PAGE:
Senators introduced two bipartisan bills Thursday aimed at protecting Special Counsel Robert Mueller from being fired by President Donald Trump as both parties signaled resistance to any White House effort to derail the investigation into Russian meddling in last year’s election.
The similar measures emerged hours before the Senate was planning to begin a summer recess, when some lawmakers have said they fear Trump might remove Mueller. Senators have warned Trump not to dismiss Mueller, and lawmakers were hoping the bills’ release would communicate clear congressional opposition to such a move.
One plan by Sens. Thom Tillis, R-N.C., and Chris Coons, D-Del., would let any special counsel for the Department of Justice challenge his or her removal in court. A three-judge panel would review the dismissal within 14 days of the challenge.
The measure would apply retroactively to this past May 17. That is the day Mueller was appointed by Deputy Attorney General Rod Rosenstein to investigate allegations of Russian interference in the 2016 election and possible ties between Russia and Trump’s presidential campaign.
The other legislation was proposed by Sens. Lindsey Graham, R-S.C., and Cory Booker, D-N.J. It would prevent the firing of any special counsel unless the dismissal was first reviewed by a panel of three federal judges.
Coons told reporters that the two plans were introduced after lawyers differed over which mechanism might be more vulnerable to a legal challenge. He said he hopes lawmakers will coalesce around a consensus measure in the coming weeks.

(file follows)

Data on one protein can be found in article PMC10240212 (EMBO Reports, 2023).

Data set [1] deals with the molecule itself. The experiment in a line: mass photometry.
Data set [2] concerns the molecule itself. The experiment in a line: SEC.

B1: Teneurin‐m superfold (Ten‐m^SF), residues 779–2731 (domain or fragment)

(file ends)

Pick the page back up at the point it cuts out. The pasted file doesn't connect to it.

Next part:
“Mueller enjoys wide support in the Senate” from both parties, Coons said. He said the bills reflected “our level of concern that the president may take some abrupt action in coming months” against the special counsel and the investigation.
“This is something that lives long beyond this” situation involving Mueller, Tillis told reporters. “And I think it’s also something that begins to re-establish the reputation for independence in the Department of Justice.”
Tillis was among many GOP senators who defended Attorney General Jeff Sessions after Trump criticized him for recusing himself from Russia probe. Trump has threatened to fire Sessions, a former Alabama senator.
“So this is really woven into a series of things that I think we should do to help re-establish the solid reputation of DOJ,” Tillis said.
Mueller was appointed as special counsel following Trump’s abrupt firing of FBI Director…